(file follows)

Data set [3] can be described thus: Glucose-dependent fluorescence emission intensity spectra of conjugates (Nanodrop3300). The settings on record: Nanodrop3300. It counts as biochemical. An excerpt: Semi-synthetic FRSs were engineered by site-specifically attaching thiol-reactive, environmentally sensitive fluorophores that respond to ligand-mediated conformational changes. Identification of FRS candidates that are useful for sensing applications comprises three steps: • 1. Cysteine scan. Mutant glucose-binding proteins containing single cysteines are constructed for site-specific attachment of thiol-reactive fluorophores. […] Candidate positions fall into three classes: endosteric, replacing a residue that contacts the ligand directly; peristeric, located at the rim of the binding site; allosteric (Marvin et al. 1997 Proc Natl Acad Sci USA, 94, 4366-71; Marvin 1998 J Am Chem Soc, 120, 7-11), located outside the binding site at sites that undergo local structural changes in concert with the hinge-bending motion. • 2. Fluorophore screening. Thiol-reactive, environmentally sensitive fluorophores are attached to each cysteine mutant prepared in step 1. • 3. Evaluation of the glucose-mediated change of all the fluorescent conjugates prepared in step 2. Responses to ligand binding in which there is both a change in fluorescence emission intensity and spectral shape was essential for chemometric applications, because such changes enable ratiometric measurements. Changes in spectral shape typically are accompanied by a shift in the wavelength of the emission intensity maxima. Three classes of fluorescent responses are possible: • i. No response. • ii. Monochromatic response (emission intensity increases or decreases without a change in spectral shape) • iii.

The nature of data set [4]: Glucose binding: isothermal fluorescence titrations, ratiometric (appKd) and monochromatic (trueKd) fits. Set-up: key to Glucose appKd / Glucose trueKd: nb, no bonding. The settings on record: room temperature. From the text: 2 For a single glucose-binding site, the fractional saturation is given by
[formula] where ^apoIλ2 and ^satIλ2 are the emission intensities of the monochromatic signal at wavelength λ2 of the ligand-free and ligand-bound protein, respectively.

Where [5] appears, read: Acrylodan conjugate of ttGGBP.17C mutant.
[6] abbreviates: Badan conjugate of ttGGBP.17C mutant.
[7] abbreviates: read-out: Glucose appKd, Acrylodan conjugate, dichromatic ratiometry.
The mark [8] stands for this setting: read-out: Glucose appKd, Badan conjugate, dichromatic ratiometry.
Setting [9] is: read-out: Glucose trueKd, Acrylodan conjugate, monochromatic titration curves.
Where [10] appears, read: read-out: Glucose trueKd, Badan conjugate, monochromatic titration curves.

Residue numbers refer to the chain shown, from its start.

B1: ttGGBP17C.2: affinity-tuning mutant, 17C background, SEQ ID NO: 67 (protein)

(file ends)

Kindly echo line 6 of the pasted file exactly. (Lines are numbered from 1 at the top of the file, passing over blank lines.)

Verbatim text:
[7] abbreviates: read-out: Glucose appKd, Acrylodan conjugate, dichromatic ratiometry.